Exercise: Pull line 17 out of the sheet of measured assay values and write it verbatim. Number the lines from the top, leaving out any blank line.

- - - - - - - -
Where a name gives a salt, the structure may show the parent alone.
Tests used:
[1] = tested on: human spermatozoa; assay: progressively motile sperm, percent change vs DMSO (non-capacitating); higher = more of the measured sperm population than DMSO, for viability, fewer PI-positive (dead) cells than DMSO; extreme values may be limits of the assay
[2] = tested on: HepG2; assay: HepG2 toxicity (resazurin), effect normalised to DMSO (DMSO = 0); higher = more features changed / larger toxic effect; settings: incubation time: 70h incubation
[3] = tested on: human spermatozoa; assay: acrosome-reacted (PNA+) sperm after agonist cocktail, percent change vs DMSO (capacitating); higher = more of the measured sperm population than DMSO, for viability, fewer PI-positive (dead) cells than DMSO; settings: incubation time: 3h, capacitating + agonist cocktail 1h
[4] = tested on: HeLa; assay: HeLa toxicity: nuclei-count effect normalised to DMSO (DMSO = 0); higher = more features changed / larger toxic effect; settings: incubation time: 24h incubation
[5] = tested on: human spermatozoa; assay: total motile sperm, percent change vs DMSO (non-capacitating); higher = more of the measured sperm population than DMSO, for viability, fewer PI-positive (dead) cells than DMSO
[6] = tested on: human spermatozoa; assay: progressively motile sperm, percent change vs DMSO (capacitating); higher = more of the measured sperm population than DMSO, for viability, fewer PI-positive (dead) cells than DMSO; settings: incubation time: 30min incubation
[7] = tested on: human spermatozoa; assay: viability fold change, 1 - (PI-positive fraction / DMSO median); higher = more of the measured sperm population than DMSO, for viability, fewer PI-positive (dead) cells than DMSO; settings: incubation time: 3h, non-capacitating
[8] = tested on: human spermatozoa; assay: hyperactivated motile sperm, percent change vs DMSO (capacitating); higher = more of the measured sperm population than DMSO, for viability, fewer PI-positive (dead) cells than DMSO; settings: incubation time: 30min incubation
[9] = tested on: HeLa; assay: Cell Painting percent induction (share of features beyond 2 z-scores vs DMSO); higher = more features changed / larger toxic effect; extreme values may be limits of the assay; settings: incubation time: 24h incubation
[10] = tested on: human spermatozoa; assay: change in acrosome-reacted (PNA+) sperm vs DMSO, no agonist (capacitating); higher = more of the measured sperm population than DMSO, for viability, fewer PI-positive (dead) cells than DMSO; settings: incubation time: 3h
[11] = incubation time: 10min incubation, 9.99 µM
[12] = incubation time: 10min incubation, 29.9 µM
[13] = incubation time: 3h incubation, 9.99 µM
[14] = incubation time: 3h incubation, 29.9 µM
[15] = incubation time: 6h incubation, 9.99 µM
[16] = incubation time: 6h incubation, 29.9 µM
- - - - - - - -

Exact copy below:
[15] = incubation time: 6h incubation, 9.99 µM